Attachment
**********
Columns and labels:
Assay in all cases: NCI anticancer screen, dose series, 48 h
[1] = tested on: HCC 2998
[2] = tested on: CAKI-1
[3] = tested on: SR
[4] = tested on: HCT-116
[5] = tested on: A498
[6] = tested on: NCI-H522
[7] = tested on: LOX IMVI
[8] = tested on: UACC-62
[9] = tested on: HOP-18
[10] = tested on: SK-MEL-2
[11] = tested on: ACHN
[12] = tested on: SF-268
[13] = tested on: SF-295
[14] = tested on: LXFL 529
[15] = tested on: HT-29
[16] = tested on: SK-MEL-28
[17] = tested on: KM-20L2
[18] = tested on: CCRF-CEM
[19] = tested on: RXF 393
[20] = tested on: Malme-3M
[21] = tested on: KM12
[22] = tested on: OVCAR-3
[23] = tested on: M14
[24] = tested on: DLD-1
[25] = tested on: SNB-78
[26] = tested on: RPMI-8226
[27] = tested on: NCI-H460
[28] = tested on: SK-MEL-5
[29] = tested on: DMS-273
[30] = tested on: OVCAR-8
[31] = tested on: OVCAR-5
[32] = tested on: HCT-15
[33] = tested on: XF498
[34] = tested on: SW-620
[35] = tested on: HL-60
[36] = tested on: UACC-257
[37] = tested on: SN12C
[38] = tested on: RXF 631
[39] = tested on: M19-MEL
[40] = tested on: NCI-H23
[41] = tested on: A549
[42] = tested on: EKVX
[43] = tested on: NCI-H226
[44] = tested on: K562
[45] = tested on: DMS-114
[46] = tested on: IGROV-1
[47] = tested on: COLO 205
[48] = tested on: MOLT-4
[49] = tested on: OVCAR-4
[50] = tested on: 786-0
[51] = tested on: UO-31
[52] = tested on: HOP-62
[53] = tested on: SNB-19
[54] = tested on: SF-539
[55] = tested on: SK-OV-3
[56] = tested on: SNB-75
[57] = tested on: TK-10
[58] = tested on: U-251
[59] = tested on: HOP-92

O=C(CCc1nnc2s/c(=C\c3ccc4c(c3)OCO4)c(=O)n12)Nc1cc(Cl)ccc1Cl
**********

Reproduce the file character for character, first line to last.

Columns and labels:
Assay in all cases: NCI anticancer screen, dose series, 48 h
[1] = tested on: HCC 2998
[2] = tested on: CAKI-1
[3] = tested on: SR
[4] = tested on: HCT-116
[5] = tested on: A498
[6] = tested on: NCI-H522
[7] = tested on: LOX IMVI
[8] = tested on: UACC-62
[9] = tested on: HOP-18
[10] = tested on: SK-MEL-2
[11] = tested on: ACHN
[12] = tested on: SF-268
[13] = tested on: SF-295
[14] = tested on: LXFL 529
[15] = tested on: HT-29
[16] = tested on: SK-MEL-28
[17] = tested on: KM-20L2
[18] = tested on: CCRF-CEM
[19] = tested on: RXF 393
[20] = tested on: Malme-3M
[21] = tested on: KM12
[22] = tested on: OVCAR-3
[23] = tested on: M14
[24] = tested on: DLD-1
[25] = tested on: SNB-78
[26] = tested on: RPMI-8226
[27] = tested on: NCI-H460
[28] = tested on: SK-MEL-5
[29] = tested on: DMS-273
[30] = tested on: OVCAR-8
[31] = tested on: OVCAR-5
[32] = tested on: HCT-15
[33] = tested on: XF498
[34] = tested on: SW-620
[35] = tested on: HL-60
[36] = tested on: UACC-257
[37] = tested on: SN12C
[38] = tested on: RXF 631
[39] = tested on: M19-MEL
[40] = tested on: NCI-H23
[41] = tested on: A549
[42] = tested on: EKVX
[43] = tested on: NCI-H226
[44] = tested on: K562
[45] = tested on: DMS-114
[46] = tested on: IGROV-1
[47] = tested on: COLO 205
[48] = tested on: MOLT-4
[49] = tested on: OVCAR-4
[50] = tested on: 786-0
[51] = tested on: UO-31
[52] = tested on: HOP-62
[53] = tested on: SNB-19
[54] = tested on: SF-539
[55] = tested on: SK-OV-3
[56] = tested on: SNB-75
[57] = tested on: TK-10
[58] = tested on: U-251
[59] = tested on: HOP-92

O=C(CCc1nnc2s/c(=C\c3ccc4c(c3)OCO4)c(=O)n12)Nc1cc(Cl)ccc1Cl